FIG. 2b depicts a snowboard having a bowed contortion 36 causing an undesirable snowboard binding 20 orientation, where such contortions may be induced when the operator lifts one snowboard binding 20 upward while pressing downward on the other snowboard binding 20 or according to terrain features (not shown) in the gliding surface 34.

FIG. 2c depicts a twisted snowboard contortion 38 causing an undesirable snowboard binding 20 orientation, where the twisting contortion 38 may be induced when the operator presses with one snowboard binding toe 24 and presses with the opposite snowboard binding heel 22, or may be induced according to terrain features (not shown) in the gliding surface 34.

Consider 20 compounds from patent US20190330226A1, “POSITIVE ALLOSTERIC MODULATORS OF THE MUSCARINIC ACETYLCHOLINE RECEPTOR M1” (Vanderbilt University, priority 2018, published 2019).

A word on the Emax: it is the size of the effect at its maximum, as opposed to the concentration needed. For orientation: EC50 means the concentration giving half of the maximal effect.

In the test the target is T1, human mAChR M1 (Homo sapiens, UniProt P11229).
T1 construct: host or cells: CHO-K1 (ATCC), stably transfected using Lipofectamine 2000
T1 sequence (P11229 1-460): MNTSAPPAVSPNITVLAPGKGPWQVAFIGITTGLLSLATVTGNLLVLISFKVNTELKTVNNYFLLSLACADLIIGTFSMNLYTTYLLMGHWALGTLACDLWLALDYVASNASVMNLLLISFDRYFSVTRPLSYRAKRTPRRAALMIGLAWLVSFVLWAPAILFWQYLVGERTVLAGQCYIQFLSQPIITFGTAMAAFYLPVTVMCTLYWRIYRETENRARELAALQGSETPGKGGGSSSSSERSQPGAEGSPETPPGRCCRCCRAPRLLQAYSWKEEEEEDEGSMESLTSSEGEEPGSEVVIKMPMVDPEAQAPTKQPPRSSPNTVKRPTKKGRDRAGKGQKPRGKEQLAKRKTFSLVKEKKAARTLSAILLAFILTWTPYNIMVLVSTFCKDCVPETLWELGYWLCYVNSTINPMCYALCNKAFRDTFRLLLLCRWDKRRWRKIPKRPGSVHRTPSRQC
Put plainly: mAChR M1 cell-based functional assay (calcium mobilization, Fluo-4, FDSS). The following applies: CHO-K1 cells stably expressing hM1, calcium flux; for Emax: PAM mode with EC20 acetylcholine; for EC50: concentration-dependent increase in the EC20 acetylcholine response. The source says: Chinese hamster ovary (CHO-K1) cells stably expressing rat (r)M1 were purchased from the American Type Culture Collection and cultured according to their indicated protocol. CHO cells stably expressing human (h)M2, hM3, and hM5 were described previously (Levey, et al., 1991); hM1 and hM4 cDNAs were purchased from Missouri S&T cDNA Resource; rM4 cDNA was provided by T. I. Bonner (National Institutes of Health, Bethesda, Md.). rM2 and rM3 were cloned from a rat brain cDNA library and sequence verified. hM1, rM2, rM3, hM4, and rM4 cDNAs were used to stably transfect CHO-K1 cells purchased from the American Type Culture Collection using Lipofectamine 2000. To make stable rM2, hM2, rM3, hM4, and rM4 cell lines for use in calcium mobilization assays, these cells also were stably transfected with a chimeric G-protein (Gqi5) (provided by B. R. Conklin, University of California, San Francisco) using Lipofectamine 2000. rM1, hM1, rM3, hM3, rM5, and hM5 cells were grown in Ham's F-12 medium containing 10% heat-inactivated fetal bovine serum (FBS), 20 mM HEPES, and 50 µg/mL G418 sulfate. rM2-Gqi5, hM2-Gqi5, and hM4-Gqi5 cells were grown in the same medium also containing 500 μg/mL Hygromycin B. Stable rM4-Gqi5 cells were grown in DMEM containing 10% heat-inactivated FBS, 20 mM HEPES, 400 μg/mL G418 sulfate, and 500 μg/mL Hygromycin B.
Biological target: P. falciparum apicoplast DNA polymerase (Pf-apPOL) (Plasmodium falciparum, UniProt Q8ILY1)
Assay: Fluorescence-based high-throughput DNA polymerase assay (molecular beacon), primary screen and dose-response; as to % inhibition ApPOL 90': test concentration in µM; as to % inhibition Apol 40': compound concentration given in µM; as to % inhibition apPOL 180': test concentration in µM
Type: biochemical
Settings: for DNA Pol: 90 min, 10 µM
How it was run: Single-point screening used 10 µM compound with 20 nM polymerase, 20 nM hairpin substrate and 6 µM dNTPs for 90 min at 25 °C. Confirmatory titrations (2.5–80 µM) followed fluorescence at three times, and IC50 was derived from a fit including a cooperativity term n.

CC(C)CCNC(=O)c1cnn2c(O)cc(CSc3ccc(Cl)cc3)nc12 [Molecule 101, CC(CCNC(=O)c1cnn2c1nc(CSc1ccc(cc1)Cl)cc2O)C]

FIG. 3 depicts an exploded perspective view of a prior art binding assembly 40 typical with snowboard 10 use, where depicted is a snowboard binding 20 having a binding buckle 42 for tensioning and securing a binding strap 44 for fixedly holding a snowboard boot (now shown) to the snowboard binding 20. The snowboard binding 20 further comprises a snowboard binding heel 22 and a snowboard binding toe 24, and a binding heel support arm 46 for communicating with the snowboard boots (not shown). Further depicted is a slotted binding mounting plate 48 having slotted mounting plate holes 50 for adjustably attaching to a snowboard 10 according to the binding span 30. Binding mounting screws 52 are inserted through the slotted holes 50 and fixedly screwed into spacer binding holes 54 of a prior art spacer plate 56, where the spacer plate 56 is used to elevate the snowboard binding 20 from the snowboard mounting surface 14 and reduce snowboard binding 20 interference with the gliding surface 34 and to provide additional snowboard binding heel 22 and toe 24 leverage to the snowboard 10. Spacer mounting screws 58 are inserted through spacer mounting holes 60 and tightened into snowboard mounting holes 12 to fixedly attach the spacer 56 to the snowboard 10, where the snowboard binding 20 is fixedly attached to the spacer 56 at a desired binding span 30.